In financial market terms, October has a dubious reputation, but the S&P 500 jumped 8.13% last month. That could be a good sign, particularly with seasonality turning favorable. If a year-end rally shows further signs of materializing, investors may want to evaluate exchange traded funds such as the Invesco QQQ Trust (QQQ ) and the Invesco NASDAQ 100 ETF (QQQM ). Those funds gained 4% in October, indicating that some market participants need more convincing regarding a growth stock resurgence.
On the other hand, there is some good news for investors in the form of valuation. QQQ and QQQM, which sport the same lineups, are typically home to richly valued stocks. Today, however, many high profile members of the ETFs’ portfolios are discounted relative to historic norms.
“September’s losses brought stock valuations back to the year’s lows, with the S&P 500 trading down to approximately 15x next year’s earnings,” according to BlackRock research. “While valuations dipped below these levels in early 2020 and late 2018, the post-COVID market premium has been eliminated. On a global basis, valuations have also mean-reverted and are now slightly below the long-term average. Sticky inflation and an aggressive Fed can result in more multiple compression, but most of the adjustment has probably taken place.”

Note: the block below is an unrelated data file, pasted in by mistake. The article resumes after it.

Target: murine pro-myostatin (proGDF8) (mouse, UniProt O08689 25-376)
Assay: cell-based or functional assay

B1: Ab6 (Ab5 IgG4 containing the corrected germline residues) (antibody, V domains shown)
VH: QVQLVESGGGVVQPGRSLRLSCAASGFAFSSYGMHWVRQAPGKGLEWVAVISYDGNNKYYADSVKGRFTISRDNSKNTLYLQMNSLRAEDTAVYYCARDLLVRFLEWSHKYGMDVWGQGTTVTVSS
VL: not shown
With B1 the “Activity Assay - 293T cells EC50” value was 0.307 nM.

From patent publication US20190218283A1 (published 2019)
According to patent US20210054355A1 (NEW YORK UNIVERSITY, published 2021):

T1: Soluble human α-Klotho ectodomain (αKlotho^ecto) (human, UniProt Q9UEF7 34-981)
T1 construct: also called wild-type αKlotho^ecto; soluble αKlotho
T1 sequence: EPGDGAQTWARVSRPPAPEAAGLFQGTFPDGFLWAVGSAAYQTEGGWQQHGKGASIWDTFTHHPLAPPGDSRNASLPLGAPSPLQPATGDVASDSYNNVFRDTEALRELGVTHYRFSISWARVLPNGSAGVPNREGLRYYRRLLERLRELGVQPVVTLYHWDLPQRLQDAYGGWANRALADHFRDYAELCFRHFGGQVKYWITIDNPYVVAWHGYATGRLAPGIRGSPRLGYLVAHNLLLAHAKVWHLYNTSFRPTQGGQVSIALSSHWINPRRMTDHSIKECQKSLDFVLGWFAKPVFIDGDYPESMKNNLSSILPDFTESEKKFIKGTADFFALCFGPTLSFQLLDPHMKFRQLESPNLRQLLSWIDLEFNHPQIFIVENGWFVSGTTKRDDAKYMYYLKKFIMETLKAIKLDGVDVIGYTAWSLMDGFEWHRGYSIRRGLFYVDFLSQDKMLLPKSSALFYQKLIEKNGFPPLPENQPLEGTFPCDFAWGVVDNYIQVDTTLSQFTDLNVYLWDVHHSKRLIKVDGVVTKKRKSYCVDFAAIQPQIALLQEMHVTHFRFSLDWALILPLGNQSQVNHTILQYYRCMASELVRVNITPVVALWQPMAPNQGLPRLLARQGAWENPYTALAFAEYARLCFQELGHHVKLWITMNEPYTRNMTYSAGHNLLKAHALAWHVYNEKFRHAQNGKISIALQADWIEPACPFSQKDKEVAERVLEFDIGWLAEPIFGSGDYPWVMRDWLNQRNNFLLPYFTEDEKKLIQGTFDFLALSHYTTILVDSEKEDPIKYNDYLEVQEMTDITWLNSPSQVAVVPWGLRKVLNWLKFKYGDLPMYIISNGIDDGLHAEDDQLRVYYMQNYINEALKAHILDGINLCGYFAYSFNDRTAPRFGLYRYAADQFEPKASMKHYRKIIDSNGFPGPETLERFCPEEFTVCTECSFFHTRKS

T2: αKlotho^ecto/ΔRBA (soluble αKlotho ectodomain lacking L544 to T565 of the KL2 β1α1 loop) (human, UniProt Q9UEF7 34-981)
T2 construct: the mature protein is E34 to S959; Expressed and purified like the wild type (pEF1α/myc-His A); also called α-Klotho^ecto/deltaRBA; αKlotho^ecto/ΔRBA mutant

Adding to the near-term case for QQQ and QQQM is seasonality. While seasonality alone isn’t a reason for investors to load up on aggressive fare, it’s worth noting that equities typically perform well in the latter stages of the fourth quarter.
“Seasonality’s impact is often exaggerated but it is not irrelevant. This year September more than lived up to its poor reputation. While October can be volatile, the final quarter of the year is generally supportive for stocks. Since 1987 Q4 has been the best periods for equities, with the S&P 500 posting an average monthly price gain of approximately 1.5%,” added BlackRock.
With an eye toward 2023, perhaps the biggest challenge facing QQQ and QQQM is earnings quality of the ETFs’ member firms. Recent reports from some of the funds’ big names disappointed, but if that situation improves in 2023, QQQ and QQQM could rebound.
“Despite a historic tightening campaign and surging prices, the U.S. economy has proved remarkably resilient. While investors are realistic enough to discount some additional slowing, it’s not clear that earnings estimates reflect a full-blown recession. Under this scenario, even with steady valuations markets can move lower,” concluded BlackRock.
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